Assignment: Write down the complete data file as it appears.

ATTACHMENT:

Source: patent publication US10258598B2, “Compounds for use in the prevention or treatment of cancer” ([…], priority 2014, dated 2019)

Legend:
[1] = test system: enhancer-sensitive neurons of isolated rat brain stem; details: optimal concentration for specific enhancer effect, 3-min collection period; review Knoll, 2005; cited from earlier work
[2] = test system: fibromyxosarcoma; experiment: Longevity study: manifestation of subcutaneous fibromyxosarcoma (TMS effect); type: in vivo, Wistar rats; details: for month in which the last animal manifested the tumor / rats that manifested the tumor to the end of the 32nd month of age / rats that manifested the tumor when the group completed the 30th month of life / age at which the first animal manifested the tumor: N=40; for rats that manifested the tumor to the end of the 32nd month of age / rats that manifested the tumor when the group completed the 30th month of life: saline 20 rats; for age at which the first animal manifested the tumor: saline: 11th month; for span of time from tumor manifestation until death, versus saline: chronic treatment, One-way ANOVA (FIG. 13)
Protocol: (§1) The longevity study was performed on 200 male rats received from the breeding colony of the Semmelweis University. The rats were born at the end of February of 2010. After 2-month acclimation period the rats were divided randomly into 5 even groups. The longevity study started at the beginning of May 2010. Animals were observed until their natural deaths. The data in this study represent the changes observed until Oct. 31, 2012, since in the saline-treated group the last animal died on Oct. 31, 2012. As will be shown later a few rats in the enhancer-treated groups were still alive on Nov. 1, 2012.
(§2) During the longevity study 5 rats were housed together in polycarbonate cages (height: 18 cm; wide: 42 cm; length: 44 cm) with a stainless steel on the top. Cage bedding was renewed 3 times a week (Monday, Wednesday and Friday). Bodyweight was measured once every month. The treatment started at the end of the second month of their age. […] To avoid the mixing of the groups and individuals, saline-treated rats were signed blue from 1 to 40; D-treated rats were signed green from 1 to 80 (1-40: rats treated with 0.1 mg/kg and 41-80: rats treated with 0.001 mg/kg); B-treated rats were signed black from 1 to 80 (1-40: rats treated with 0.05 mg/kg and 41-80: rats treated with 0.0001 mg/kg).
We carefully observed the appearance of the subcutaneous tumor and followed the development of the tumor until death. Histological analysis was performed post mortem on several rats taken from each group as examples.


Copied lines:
Source: patent publication US10258598B2, “Compounds for use in the prevention or treatment of cancer” ([…], priority 2014, dated 2019)

Legend:
[1] = test system: enhancer-sensitive neurons of isolated rat brain stem; details: optimal concentration for specific enhancer effect, 3-min collection period; review Knoll, 2005; cited from earlier work
[2] = test system: fibromyxosarcoma; experiment: Longevity study: manifestation of subcutaneous fibromyxosarcoma (TMS effect); type: in vivo, Wistar rats; details: for month in which the last animal manifested the tumor / rats that manifested the tumor to the end of the 32nd month of age / rats that manifested the tumor when the group completed the 30th month of life / age at which the first animal manifested the tumor: N=40; for rats that manifested the tumor to the end of the 32nd month of age / rats that manifested the tumor when the group completed the 30th month of life: saline 20 rats; for age at which the first animal manifested the tumor: saline: 11th month; for span of time from tumor manifestation until death, versus saline: chronic treatment, One-way ANOVA (FIG. 13)
Protocol: (§1) The longevity study was performed on 200 male rats received from the breeding colony of the Semmelweis University. The rats were born at the end of February of 2010. After 2-month acclimation period the rats were divided randomly into 5 even groups. The longevity study started at the beginning of May 2010. Animals were observed until their natural deaths. The data in this study represent the changes observed until Oct. 31, 2012, since in the saline-treated group the last animal died on Oct. 31, 2012. As will be shown later a few rats in the enhancer-treated groups were still alive on Nov. 1, 2012.
(§2) During the longevity study 5 rats were housed together in polycarbonate cages (height: 18 cm; wide: 42 cm; length: 44 cm) with a stainless steel on the top. Cage bedding was renewed 3 times a week (Monday, Wednesday and Friday). Bodyweight was measured once every month. The treatment started at the end of the second month of their age. […] To avoid the mixing of the groups and individuals, saline-treated rats were signed blue from 1 to 40; D-treated rats were signed green from 1 to 80 (1-40: rats treated with 0.1 mg/kg and 41-80: rats treated with 0.001 mg/kg); B-treated rats were signed black from 1 to 80 (1-40: rats treated with 0.05 mg/kg and 41-80: rats treated with 0.0001 mg/kg).
We carefully observed the appearance of the subcutaneous tumor and followed the development of the tumor until death. Histological analysis was performed post mortem on several rats taken from each group as examples.